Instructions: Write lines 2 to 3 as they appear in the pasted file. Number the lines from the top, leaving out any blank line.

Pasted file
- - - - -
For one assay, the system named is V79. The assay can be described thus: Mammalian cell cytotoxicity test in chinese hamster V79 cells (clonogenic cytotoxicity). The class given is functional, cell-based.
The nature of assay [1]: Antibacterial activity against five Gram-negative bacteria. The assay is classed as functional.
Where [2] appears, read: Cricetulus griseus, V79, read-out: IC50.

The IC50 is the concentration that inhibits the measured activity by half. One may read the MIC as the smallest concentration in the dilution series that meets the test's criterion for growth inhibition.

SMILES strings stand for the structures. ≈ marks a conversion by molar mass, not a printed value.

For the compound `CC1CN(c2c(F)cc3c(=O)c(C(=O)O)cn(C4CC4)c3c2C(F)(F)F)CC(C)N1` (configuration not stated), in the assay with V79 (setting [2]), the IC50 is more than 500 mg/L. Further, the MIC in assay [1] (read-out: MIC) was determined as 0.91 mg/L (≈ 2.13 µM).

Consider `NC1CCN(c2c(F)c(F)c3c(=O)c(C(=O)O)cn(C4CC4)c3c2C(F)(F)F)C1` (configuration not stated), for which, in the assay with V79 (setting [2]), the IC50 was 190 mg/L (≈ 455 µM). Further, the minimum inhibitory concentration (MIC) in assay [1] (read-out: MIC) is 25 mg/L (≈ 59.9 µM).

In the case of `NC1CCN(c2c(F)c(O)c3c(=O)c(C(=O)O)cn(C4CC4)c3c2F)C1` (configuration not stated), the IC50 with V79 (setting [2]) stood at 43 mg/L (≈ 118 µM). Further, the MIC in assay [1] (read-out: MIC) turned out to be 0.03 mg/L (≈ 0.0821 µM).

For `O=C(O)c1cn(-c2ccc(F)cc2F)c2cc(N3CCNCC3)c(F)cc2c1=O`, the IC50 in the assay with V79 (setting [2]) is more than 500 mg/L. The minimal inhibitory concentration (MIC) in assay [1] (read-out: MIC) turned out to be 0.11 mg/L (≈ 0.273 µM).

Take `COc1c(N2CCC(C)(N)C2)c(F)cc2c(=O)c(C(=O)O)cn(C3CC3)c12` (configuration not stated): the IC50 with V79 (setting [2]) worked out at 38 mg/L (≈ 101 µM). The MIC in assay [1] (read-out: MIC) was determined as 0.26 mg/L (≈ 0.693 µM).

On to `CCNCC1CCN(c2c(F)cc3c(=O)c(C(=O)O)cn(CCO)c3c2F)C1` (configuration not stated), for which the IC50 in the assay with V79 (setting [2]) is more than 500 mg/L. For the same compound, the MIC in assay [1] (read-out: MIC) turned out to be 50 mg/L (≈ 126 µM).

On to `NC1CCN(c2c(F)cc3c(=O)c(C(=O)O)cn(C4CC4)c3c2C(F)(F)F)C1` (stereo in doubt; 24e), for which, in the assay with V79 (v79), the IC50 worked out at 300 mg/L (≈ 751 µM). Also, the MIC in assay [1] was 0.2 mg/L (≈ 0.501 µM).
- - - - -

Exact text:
The nature of assay [1]: Antibacterial activity against five Gram-negative bacteria. The assay is classed as functional.
Where [2] appears, read: Cricetulus griseus, V79, read-out: IC50.